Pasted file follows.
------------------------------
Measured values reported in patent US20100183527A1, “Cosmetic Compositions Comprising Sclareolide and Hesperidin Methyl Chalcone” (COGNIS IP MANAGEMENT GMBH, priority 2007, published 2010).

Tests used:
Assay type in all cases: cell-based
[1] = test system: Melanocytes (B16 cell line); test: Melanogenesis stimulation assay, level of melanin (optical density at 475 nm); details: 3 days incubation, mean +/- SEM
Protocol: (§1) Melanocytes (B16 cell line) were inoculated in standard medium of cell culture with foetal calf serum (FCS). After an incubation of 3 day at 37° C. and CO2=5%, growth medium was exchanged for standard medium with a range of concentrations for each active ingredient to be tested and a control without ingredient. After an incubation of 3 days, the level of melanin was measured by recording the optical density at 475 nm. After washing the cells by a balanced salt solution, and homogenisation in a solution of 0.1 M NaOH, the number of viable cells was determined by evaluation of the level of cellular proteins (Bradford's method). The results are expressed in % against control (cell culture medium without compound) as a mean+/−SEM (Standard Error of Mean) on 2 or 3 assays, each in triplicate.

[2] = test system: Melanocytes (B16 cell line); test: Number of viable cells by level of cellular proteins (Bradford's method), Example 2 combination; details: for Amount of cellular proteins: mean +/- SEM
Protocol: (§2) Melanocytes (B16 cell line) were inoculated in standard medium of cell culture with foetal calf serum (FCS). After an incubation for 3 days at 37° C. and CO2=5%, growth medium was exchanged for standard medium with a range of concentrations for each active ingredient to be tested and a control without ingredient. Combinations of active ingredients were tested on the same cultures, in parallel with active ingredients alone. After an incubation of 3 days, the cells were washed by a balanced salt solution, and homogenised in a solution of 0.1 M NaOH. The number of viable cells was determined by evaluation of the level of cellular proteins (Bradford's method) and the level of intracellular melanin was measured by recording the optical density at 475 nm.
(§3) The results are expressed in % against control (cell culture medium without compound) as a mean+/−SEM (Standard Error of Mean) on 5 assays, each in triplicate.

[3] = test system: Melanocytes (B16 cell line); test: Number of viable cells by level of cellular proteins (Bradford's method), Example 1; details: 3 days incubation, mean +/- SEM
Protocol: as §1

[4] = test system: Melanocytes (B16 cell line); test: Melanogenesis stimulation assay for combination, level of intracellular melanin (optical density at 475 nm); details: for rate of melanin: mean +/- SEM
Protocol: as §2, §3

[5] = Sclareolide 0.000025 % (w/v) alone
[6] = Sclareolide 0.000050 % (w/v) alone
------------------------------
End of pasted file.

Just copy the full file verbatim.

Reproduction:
Measured values reported in patent US20100183527A1, “Cosmetic Compositions Comprising Sclareolide and Hesperidin Methyl Chalcone” (COGNIS IP MANAGEMENT GMBH, priority 2007, published 2010).

Tests used:
Assay type in all cases: cell-based
[1] = test system: Melanocytes (B16 cell line); test: Melanogenesis stimulation assay, level of melanin (optical density at 475 nm); details: 3 days incubation, mean +/- SEM
Protocol: (§1) Melanocytes (B16 cell line) were inoculated in standard medium of cell culture with foetal calf serum (FCS). After an incubation of 3 day at 37° C. and CO2=5%, growth medium was exchanged for standard medium with a range of concentrations for each active ingredient to be tested and a control without ingredient. After an incubation of 3 days, the level of melanin was measured by recording the optical density at 475 nm. After washing the cells by a balanced salt solution, and homogenisation in a solution of 0.1 M NaOH, the number of viable cells was determined by evaluation of the level of cellular proteins (Bradford's method). The results are expressed in % against control (cell culture medium without compound) as a mean+/−SEM (Standard Error of Mean) on 2 or 3 assays, each in triplicate.

[2] = test system: Melanocytes (B16 cell line); test: Number of viable cells by level of cellular proteins (Bradford's method), Example 2 combination; details: for Amount of cellular proteins: mean +/- SEM
Protocol: (§2) Melanocytes (B16 cell line) were inoculated in standard medium of cell culture with foetal calf serum (FCS). After an incubation for 3 days at 37° C. and CO2=5%, growth medium was exchanged for standard medium with a range of concentrations for each active ingredient to be tested and a control without ingredient. Combinations of active ingredients were tested on the same cultures, in parallel with active ingredients alone. After an incubation of 3 days, the cells were washed by a balanced salt solution, and homogenised in a solution of 0.1 M NaOH. The number of viable cells was determined by evaluation of the level of cellular proteins (Bradford's method) and the level of intracellular melanin was measured by recording the optical density at 475 nm.
(§3) The results are expressed in % against control (cell culture medium without compound) as a mean+/−SEM (Standard Error of Mean) on 5 assays, each in triplicate.

[3] = test system: Melanocytes (B16 cell line); test: Number of viable cells by level of cellular proteins (Bradford's method), Example 1; details: 3 days incubation, mean +/- SEM
Protocol: as §1

[4] = test system: Melanocytes (B16 cell line); test: Melanogenesis stimulation assay for combination, level of intracellular melanin (optical density at 475 nm); details: for rate of melanin: mean +/- SEM
Protocol: as §2, §3

[5] = Sclareolide 0.000025 % (w/v) alone
[6] = Sclareolide 0.000050 % (w/v) alone